On the industrial side some people have faced difficulties in getting bank loans. People have complained about difficulties faced in filling forms, providing securities and even about the rude customer service at the banks.

A lot of people have expressed an interest in engage in animal farming.

Q: Has Divi Neguma been successful so far?

A: There is definite evidence of success already. For example when world food prices had been on the rise, our prices have remained relatively stable and low since the middle of last year. The cost of some items such as eggs have been reduced.

The real benefits of Divi Neguma like food security, self reliance and better nutrition will take a longer time to realize, but the signs that Divi Neguma is having an impact is already evident.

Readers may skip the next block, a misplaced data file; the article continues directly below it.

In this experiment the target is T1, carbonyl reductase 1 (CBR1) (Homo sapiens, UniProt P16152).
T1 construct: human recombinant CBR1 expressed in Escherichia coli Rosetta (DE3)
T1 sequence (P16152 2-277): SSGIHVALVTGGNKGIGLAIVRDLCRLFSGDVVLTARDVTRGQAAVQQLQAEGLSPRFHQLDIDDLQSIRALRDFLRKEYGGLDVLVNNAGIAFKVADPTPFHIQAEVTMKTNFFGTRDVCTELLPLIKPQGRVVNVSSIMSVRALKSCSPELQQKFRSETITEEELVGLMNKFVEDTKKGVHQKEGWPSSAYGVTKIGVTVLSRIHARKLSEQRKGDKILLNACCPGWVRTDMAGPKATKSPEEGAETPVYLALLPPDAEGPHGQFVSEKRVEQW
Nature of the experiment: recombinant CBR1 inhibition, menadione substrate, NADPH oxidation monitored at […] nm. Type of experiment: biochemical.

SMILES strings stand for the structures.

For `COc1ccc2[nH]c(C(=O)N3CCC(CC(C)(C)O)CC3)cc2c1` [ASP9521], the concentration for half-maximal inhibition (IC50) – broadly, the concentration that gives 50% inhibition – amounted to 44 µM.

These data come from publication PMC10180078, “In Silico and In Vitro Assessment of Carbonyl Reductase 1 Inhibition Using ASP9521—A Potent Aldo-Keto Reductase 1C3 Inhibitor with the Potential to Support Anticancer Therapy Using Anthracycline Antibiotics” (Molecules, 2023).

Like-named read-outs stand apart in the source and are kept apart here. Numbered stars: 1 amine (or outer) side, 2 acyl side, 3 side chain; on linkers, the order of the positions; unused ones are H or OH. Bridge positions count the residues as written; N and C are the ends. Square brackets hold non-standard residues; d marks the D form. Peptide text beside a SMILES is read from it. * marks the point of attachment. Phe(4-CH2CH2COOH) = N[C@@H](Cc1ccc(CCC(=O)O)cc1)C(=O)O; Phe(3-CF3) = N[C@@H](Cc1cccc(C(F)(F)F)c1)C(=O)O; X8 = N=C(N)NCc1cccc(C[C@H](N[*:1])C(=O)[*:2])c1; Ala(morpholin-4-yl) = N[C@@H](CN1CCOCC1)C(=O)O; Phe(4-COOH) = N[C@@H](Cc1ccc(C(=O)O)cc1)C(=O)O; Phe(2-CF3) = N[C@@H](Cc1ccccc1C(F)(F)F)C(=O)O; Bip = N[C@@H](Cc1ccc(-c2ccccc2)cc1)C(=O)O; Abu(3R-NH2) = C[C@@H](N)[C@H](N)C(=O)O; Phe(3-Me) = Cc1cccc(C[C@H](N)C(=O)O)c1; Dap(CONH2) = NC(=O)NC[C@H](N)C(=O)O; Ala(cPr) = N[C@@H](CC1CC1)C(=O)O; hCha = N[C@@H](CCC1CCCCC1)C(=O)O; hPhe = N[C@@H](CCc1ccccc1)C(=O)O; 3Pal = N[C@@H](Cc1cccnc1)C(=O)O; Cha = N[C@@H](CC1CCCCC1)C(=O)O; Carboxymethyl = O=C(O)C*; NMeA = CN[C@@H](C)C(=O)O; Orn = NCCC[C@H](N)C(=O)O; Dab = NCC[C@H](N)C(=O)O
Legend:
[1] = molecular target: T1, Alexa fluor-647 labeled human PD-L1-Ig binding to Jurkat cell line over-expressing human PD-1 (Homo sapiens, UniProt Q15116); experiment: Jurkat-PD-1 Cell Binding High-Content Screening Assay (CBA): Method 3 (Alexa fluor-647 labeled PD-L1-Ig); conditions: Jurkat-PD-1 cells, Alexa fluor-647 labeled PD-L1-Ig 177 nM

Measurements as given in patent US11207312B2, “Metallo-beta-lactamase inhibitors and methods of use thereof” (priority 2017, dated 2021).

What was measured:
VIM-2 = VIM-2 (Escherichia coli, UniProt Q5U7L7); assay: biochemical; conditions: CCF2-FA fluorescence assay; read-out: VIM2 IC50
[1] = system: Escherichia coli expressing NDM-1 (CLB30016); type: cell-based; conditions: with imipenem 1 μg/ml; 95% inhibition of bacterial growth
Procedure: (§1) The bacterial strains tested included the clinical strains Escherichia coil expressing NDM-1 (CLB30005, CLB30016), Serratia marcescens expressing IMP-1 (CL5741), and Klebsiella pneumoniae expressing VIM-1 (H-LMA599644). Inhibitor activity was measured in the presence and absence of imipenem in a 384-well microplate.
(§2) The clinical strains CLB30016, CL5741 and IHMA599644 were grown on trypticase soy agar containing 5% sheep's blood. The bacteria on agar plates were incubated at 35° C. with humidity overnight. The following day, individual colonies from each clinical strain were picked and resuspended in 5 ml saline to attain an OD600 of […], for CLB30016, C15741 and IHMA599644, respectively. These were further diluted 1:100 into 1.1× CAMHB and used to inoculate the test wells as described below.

Q: Any specific areas which need improvement?

A: The monitoring of the programme is done by the four village level officers. Every recipient household has a diary to record their expenses. This information/data should get collected at village level and travel up to the national level (through the Divisional Secretariat and District Secretariat).

There is a need for better monitoring. For example to identify industries which need assistance or to identify home gardeners who may need more information. There has to be a better follow up on the progress being made by the Divi Neguma recipients.

As I said before we need to provide people with more technical knowledge. For example to encourage people to switch from chemical fertilizer to organic fertilizer is not easy. But conducting awareness programmes can be helpful to convince people to make the change.